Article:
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The latest report from our London Correspondent, Canoe Museum Executive Director James Raffan.

The final step in the multilayered security clearances for pageant participants is to get “accredited” to be on the water.  This can happen on the day of the pageant but organizers are urging everyone to go through this process before, if possible.

Went down to the Strand Hotel, on the Strand … where else would it be? … to pick up the Canada One/Un boarding passes this morning by bus from Paddington. This town is getting totally electric … there are flags everywhere!  And, with seriously congested traffic, there was lots of time on the upper bunk of the double decker bus to check it all out.

Along the way, I looked out and there was Canada House—The Canadian High Commission—at 1 Grosvenor Square and my heart went all a flutter with the sight of a few Canadian flags amongst all the Union Jacks.

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Our intrepid free-range Executive Director James Raffan has been busy in London, assembling his crew of voyageurs and making final preparations for the big day on Sunday, June 3rd. The Canadian High Commission in London has mounted a splendid banner in honour of the occasion.

Here’s the next chapter of the Jubilee adventure in James’ own words.

To get to the Watermen’s and Lightermen’s Guild Hall to attend one of several briefings for coxswains and skippers of craft in what they’re calling the “Man-Powered Squadron,” the original plan was to take the tube or the bus.  But, at the last minute, the Canadian Tourism Commission phoned and asked if the museum would be interested in working with a contracted film crew to do a video clip about Canada One and the wonders of canoeing in Canada.  I assured them that someone could be found.  And, instead of heading downtown on public transit, the film crew turned up and we all went to the banks of the Thames at Tower Bridge in a private London cab.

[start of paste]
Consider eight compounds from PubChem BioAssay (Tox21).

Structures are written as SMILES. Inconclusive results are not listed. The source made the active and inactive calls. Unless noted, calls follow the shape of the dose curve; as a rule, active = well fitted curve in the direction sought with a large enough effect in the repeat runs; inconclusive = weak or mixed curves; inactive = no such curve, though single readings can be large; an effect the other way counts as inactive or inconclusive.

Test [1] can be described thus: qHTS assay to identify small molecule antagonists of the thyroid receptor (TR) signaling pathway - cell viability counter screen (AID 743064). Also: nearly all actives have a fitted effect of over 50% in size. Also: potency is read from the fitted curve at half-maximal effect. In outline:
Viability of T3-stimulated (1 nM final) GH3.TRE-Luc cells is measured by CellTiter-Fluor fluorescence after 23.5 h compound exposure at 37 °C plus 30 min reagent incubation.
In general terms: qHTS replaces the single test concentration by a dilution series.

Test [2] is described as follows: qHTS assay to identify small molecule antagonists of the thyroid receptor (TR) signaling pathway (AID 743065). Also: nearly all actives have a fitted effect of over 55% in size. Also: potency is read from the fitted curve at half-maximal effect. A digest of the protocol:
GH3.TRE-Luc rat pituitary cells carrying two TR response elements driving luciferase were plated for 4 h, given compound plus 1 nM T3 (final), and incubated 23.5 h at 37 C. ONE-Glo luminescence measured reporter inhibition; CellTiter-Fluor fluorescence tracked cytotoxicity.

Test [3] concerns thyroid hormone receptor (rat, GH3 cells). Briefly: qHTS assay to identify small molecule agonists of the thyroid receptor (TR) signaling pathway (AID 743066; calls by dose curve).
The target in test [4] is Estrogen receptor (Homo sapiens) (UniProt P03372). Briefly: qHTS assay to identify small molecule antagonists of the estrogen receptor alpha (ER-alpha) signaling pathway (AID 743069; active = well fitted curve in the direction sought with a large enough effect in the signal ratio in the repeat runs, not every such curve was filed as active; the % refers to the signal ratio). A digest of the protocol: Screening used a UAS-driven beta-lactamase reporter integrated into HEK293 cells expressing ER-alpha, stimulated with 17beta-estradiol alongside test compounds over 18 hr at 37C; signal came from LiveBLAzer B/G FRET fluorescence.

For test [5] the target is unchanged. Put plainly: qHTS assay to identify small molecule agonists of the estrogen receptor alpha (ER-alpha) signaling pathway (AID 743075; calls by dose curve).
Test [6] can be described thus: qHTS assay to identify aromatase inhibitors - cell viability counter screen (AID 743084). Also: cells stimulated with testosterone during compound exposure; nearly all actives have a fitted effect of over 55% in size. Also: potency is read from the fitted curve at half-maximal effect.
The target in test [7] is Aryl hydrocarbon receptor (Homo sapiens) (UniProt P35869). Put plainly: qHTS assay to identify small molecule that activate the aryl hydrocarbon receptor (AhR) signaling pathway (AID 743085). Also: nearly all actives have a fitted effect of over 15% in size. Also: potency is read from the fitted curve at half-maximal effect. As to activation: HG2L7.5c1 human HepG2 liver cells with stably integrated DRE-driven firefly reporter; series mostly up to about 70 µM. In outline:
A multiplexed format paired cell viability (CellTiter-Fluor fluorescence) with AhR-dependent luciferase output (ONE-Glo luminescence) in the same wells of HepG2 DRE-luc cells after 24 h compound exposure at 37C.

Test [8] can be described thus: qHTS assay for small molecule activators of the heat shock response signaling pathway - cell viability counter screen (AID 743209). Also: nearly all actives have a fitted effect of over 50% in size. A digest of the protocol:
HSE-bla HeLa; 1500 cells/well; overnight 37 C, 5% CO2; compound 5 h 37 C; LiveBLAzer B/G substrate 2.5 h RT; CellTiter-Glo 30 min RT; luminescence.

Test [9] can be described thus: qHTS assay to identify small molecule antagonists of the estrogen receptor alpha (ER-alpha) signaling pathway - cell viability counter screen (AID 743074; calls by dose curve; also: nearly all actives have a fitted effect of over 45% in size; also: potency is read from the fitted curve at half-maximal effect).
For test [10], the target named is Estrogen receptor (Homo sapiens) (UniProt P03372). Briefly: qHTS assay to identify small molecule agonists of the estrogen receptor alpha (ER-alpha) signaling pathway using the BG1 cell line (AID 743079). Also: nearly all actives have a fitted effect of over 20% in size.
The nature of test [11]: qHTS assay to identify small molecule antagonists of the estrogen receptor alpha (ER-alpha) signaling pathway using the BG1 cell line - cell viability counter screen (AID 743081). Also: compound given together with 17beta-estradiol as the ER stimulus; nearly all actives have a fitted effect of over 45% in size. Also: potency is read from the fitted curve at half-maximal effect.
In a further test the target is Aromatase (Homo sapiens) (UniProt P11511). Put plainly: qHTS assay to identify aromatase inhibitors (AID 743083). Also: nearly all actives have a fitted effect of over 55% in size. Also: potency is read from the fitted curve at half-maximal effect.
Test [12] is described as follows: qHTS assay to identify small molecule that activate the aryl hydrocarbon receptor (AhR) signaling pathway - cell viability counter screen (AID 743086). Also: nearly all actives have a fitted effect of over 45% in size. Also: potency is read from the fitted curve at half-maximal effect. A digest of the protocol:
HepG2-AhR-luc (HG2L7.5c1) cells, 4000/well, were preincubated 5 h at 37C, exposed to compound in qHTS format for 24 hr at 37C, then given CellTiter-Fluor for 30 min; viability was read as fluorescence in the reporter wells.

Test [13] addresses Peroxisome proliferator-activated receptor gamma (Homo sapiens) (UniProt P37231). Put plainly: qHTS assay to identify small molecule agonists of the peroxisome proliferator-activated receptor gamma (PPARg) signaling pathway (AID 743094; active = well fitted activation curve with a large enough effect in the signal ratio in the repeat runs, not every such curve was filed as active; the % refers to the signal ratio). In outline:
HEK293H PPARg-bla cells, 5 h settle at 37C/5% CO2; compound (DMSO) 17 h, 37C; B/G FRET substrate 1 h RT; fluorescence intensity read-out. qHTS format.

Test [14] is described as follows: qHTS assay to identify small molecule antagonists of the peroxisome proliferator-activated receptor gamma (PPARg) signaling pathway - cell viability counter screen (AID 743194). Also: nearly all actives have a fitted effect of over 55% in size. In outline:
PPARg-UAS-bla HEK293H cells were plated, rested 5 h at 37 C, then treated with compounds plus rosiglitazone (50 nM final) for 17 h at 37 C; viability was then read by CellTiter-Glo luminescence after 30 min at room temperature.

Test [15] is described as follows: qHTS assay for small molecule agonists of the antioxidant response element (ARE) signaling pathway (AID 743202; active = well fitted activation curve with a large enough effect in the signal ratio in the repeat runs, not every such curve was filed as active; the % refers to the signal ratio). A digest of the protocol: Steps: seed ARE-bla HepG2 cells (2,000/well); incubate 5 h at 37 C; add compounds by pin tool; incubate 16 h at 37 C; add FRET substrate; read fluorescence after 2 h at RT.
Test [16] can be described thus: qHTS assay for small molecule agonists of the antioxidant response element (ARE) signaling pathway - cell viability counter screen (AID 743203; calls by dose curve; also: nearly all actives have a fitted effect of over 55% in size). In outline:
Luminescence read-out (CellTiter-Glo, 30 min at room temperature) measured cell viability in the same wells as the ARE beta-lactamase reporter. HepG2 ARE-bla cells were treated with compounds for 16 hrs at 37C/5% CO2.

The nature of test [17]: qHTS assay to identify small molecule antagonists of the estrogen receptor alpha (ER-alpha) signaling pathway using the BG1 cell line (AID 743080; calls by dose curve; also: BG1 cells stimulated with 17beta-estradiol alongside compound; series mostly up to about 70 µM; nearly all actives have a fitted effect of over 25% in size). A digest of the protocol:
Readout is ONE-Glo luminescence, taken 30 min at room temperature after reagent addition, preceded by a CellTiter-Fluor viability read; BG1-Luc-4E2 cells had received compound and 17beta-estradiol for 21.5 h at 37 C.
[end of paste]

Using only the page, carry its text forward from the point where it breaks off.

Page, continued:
The only problem was that the Thames and its banks (we were actually shooting right outside the new city hall so that didn’t help) were crawling with police and security personnel. Read the rest of this entry »

Remember Grade 6? Didn’t it suck? Looking out at the world from behind a mask of braces and zits.  Awkwardness, weird body stuff. And school. The only thing I recall from my grade 6 so-called education is that each and every month we had to make an elaborate new cover for our science workbooks, for a hefty part of our mark, while the Bunsen burners gathered dust. (It occurs to me now that Mrs. K  was a thwarted art teacher, but jeesh.)  Now I see grade 6s and 7s coming into the Museum for our Education Programs, and my heart goes out to them, so transparent is the coolness or, sadder still, apathy, that so many try to hide behind. It is a testimony to our wonderful Education Animators here at the Museum that they can inspire kids of all ages and stages to engage in our programs. And once the students start getting their hands on soapstone, or tying tumps, or baking bannock, or building kayaks, the coolness always starts to crack and the tenacious spirits of these kids get a chance to emerge. I love that about this place and its people. Read the rest of this entry »

The theme for this year’s Peterborough Santa Claus Parade was “Christmas movies,” which presented us with a problem: most Christmas films don’t really feature canoes.  So we stretched it a little bit and decided that the definition could include shorts about New Year’s Eve.  Thus our Chasse-galerie float was born, based on the National Film Board short ‘The Legend of the Flying Canoe,” which you can watch here on the NFB website.

Here are a few photos from the museum’s entry in Peterborough’s 2011 Santa Claus Parade (please excuse any blurriness – our photographer was also in our float!).

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